These adult students made the decision to go back to school and succeed at their goals. Let them inspire you to do the same!
Post-divorce: Juggling school, job, kids—and making it work
A couple of years ago, when Danette Smith looked into her future, she saw a long, empty, dead-end road looming ahead of her. She was divorced, had two young children, and her job as a customer service rep wasn’t going anywhere. “I didn’t know what was next. I just knew there had to be more than this, and that I had to give my children a better life,” she says.
A good friend talked her into enrolling at Monroe Community College.
Danette knew it wouldn’t be easy. She had one child in school, one in daycare. But she says, “It was much easier to do well in school this time around. Even when I had trouble—like in math—the professors worked with me and would stay after class with me till it sunk in.”
Danette helped balance her hectic schedule with some night and online classes. She also worked part time, taking advantage of the federal work-study program to help fund some of her tuition. “I had no idea there were so many financial aid programs available for adult students,” she says.
Danette received her AS degree in liberal arts, and is now pursuing a nursing degree at Nazareth College. “A few years ago, if you’d told me this would have all been possible, I wouldn’t have believed you,” she says. “And if I can succeed, you can too.”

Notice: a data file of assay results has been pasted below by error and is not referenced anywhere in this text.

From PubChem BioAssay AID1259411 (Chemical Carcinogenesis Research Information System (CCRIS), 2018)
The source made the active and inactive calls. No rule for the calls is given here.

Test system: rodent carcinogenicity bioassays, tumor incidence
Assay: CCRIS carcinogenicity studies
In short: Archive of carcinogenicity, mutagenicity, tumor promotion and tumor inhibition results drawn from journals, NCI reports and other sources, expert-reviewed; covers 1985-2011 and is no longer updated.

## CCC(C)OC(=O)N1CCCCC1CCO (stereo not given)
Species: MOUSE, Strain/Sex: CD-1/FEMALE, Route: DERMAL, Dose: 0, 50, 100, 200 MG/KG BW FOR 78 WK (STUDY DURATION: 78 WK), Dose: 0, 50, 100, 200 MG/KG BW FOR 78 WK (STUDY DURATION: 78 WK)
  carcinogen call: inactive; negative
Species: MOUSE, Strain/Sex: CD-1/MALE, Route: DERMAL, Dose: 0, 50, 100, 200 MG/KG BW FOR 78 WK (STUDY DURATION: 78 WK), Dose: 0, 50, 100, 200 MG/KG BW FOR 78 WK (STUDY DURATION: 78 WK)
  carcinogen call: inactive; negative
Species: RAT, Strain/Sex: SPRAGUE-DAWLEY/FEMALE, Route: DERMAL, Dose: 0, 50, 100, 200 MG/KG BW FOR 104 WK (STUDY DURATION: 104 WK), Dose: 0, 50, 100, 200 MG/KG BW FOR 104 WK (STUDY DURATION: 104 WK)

First in her family to get a degree
Debbie Farley was always a bit embarrassed that she didn’t have a college degree. Most of her friends had one, and her husband did, too. But none of her siblings had ever gone to college, and she was never encouraged to do so.
“I’d had a good career in telecommunications sales, but when the telecom industry fell apart, I kept getting laid off,” she says. “And without a degree, I simply couldn’t compete. An employment consultant told me that I needed a degree if I ever wanted to compete in the work force again. It was time to go back to school.”
Debbie says at first it was hard, but then she got into a routine and is getting great grades. She started by taking a couple of classes, then more as her confidence grew. “I never did this well in high school,” she says. “I go to college with a hunger to learn. I can’t remember my teachers ever taking such an interest in me the way my MCC teachers have.”
Debbie is working on an associate’s degree in health information management, and she plans to continue on for her bachelor’s degree—maybe even a master’s. “You’re never too old to get a good education,” she says. “It changes your life.”
An associate’s degree, then a bachelor’s, in two years flat
After Bob Segave graduated high school in 1980, he went straight to college. But it just didn’t work out—he wasn’t focused, and he wasn’t sure what he wanted to do. So he dropped out and hit the job market instead.
“I worked my way up the ladder as a purchasing/warehouse manager for a major health supply company,” he says. “But then the bubble burst. I had topped out professionally, both in terms of advancement and earnings, and I couldn’t go any further.”
He watched the best jobs go to younger people who had college degrees. “Even though I had more experience, I kept losing out. Employers wanted that degree,” he says.
Bob’s wife encouraged him to go back to school. Bob found out about MCC’s adult learning department, and chose a fast-track program in conjunction with Roberts Wesleyan that helped him get both an associate’s degree and a bachelor’s degree in about two years. “I was able to get credit for my prior college classes, plus credit for life experience,” he says. “They helped me lay out a plan and held my hand the whole way.”